Food Dyes: The How and Why to Cut Out Food Dyes

European lawmakers require food with artificial colors be labeled with a warning that stating the food “may have an adverse effect on activity and attention in children”! This was in response to a recent large study linking food dyes and other preservatives to hyperactivity in children. (source)

Why are food dyes bad for you.

Why are food dyes bad for you and how can you ditch them?

“There’s no good reason not to ban Red 3, something then-acting FDA commissioner Mark Novitch tried to do in 1984, saying the dye ‘has clearly been shown to induce cancer’ and was ‘of greatest public health concern.’ … Other dyes, namely Blue 1, Red 40, Yellow 5, and Yellow 6, are known to cause allergic reactions in some people and have shown signs of causing cancer in lab animals.

Of course, this isn’t the same thing as leading to cancer in humans, but it argues for limiting intake, especially among children, who are getting the biggest dose of food coloring from a gazillion brightly colored, fun-looking foods.” (source)

What are food dyes made of?

“Artificial food dyes are made from petroleum and approved for use by the FDA to enhance the color of processed foods.” (source) Yes you read that right Petroleum as in the same stuff used to make gasoline that is sitting in your car outside.

How to cut dyes out?

Read labels. Yes it is boring but never put anything in your cart without reading first. Replace foods that contain dyes with versions that do not, many store brands skip dyes on a lot of products, so don’t be afraid to check those. We have even switched to dye free soaps which make a fun and inexpensive craft.

What if someone in the house is not willing to give up dyes?

My husband while all for not feeding dyes to the kids just will not give up favorites like fruity pebbles and bright-colored sodas. This presented a challenge I had to face head-on. Well, fate gave me a hint.

While putting away groceries one day the marker I label meats before they go into the freezer with rolled off the counter and hit a cereal box leaving a big black line. An idea struck. I added another line to make an X and went on to mark every other item that contained dyes.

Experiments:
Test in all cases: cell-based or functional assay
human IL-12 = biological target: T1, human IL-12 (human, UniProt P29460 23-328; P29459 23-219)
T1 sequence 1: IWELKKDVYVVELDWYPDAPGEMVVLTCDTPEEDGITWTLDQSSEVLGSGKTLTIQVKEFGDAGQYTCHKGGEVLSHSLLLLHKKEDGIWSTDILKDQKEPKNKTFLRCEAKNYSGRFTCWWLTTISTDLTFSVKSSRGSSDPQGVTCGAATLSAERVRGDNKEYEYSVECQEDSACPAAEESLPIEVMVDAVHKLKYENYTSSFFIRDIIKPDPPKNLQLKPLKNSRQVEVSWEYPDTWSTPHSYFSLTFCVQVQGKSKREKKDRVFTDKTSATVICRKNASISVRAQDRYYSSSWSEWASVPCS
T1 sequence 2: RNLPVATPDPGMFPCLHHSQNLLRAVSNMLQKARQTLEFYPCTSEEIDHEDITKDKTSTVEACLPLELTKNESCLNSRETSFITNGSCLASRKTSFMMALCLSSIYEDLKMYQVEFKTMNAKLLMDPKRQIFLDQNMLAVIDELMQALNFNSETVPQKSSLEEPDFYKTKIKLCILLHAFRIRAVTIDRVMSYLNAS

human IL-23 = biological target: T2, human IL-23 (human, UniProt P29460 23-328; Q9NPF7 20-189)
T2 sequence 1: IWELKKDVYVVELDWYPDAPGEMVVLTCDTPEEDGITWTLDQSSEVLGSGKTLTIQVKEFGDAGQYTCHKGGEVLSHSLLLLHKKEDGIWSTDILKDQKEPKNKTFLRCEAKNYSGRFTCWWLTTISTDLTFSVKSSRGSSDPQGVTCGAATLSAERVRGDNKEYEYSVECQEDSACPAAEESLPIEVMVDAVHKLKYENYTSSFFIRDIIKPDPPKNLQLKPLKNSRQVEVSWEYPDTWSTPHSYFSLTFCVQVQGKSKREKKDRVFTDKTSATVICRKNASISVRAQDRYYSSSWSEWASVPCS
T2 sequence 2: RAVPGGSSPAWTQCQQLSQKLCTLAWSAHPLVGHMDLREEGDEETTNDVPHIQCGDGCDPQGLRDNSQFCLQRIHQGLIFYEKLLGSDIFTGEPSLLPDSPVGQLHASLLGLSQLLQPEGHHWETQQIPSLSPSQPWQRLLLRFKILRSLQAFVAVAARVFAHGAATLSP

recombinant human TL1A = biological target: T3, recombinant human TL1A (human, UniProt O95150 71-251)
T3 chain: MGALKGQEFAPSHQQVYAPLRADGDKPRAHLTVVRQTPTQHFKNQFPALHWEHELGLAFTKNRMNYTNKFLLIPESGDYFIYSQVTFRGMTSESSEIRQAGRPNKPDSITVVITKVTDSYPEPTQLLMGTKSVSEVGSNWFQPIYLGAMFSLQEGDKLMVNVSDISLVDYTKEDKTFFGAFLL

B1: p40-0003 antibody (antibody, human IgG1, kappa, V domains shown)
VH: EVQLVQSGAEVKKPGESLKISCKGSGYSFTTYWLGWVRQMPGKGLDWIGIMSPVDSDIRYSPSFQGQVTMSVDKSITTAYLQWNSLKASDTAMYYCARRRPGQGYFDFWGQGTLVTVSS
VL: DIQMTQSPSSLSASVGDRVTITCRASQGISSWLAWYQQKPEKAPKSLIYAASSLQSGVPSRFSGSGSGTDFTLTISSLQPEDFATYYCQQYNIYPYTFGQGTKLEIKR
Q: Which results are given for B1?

Now hubby could have his fun stuff and no one had to read labels every time someone got hungry. When baking and such at home try natural food dyes to get fun colors so no one misses out.

Dealing with others.

There will come a time when you have to tell a neighbor, friend or family member “I’m sorry they can not have that. We do not eat artificial food dyes.” and you will hear “That’s crazy I ate them and look at me I am just fine!” Oh, that line drives me nuts.

The thing is older generations did not grow up eating these dyes they just do not remember the distinct lack of prepossessed junk compared to today.

In fact 15 million pounds of food dye are used in the U.S. per year, 5 times more than in 1955.(source) These dyes are used in everything from frosting to lunch meat. Even bottled teas and white marshmallows have dyes now.

You have heard it before food dyes are bad for you. Do you know why? are you ready to take the step to cut them out?

How we came to be dye-free Signs and Symptoms of ADHD

My husband has ADHD so when my preschooler started showing every sign in the book.

  • Inattentive;

    • Doesn’t pay attention to details
    • Makes careless mistakes
    • Has trouble staying focused; is easily distracted
    • Appears not to listen when spoken to
    • Has difficulty remembering things and following instructions
    • Has trouble staying organized, planning ahead, and finishing projects
    • Gets bored with a task before it’s completed
    • Frequently loses or misplaces homework, books, toys, or other items
  • Hyperactive;

    • Constantly fidgets and squirms
    • Often leaves his or her seat in situations where sitting quietly is expected
    • Moves around constantly often runs or climb inappropriately
    • Talks excessively
    • Has difficulty playing quietly or relaxing
    • Is always “on the go,” as if driven by a motor
    • They May have a quick temper or a “short fuse”


    • Acts without thinking
    • Blurts out answers in class without waiting to be called on or hear the whole question
    • Can’t wait for his or her turn in line or in games
    • Says the wrong thing at the wrong time
    • Often interrupts others
    • Intrudes on other people’s conversations or games
    • Inability to keep powerful emotions in check, resulting in angry outbursts or temper tantrums
    • Guesses, rather than taking time to solve a problem

We knew we do not want to medicate our child with chemicals. So we started looking for other ways to handle her behavior before she got older and we would have been lost. With some research, I discovered the food dye connection.

We talked it over and made the decision to give it a try. Now we are convinced that dyes truly affect our children. And any time our Monkey gets some by mistake she proves it.

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